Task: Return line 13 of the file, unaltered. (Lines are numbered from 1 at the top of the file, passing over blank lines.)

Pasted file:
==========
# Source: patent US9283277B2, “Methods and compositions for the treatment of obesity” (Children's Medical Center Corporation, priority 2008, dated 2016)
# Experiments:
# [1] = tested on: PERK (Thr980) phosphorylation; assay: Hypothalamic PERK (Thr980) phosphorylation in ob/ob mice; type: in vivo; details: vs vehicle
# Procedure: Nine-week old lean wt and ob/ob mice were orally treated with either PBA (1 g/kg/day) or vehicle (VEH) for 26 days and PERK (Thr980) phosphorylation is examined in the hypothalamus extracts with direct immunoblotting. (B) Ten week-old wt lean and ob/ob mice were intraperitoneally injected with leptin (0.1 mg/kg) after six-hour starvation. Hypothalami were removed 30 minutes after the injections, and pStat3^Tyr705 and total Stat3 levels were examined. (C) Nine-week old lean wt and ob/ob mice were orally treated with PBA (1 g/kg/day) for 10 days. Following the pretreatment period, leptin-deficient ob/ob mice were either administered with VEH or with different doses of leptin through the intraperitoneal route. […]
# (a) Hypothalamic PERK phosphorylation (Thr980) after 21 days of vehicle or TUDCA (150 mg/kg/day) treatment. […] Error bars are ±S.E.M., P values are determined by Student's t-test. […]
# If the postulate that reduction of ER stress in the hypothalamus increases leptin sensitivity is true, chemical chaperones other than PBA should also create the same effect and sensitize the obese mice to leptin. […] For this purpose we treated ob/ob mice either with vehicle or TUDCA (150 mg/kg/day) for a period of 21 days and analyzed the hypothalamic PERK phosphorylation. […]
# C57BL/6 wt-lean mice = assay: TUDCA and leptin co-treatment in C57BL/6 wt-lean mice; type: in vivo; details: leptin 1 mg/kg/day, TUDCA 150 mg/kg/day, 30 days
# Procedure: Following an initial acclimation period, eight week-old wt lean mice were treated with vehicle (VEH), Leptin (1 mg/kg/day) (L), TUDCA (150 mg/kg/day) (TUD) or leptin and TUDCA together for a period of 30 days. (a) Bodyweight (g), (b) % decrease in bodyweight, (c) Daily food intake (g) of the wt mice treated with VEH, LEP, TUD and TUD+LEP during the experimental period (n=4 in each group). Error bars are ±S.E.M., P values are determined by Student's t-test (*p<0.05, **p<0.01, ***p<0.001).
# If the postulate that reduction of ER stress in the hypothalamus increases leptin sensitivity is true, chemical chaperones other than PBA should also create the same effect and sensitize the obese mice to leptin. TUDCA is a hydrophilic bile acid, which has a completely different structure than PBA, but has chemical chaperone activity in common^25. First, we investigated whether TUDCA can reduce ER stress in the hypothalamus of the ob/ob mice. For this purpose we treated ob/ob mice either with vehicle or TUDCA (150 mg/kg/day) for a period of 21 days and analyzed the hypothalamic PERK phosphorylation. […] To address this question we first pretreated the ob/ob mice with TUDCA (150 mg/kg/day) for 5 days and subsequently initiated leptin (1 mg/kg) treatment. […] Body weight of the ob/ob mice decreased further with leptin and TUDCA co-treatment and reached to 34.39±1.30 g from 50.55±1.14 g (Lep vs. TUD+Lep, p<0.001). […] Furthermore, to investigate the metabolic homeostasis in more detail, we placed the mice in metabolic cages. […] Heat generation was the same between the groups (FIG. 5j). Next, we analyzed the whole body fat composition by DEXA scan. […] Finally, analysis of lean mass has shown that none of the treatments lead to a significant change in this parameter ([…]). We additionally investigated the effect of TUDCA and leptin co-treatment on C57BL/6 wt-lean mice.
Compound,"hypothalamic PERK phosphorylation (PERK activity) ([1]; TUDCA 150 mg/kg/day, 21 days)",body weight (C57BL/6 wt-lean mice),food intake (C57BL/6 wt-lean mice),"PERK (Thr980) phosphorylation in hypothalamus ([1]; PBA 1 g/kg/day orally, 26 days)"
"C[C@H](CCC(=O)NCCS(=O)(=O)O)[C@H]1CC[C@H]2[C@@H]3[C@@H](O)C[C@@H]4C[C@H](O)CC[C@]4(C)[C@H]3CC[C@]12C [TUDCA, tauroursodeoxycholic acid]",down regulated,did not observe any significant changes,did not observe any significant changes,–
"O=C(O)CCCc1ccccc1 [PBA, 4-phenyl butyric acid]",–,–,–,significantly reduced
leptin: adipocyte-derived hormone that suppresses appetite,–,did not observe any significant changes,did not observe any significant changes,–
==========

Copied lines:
leptin: adipocyte-derived hormone that suppresses appetite,–,did not observe any significant changes,did not observe any significant changes,–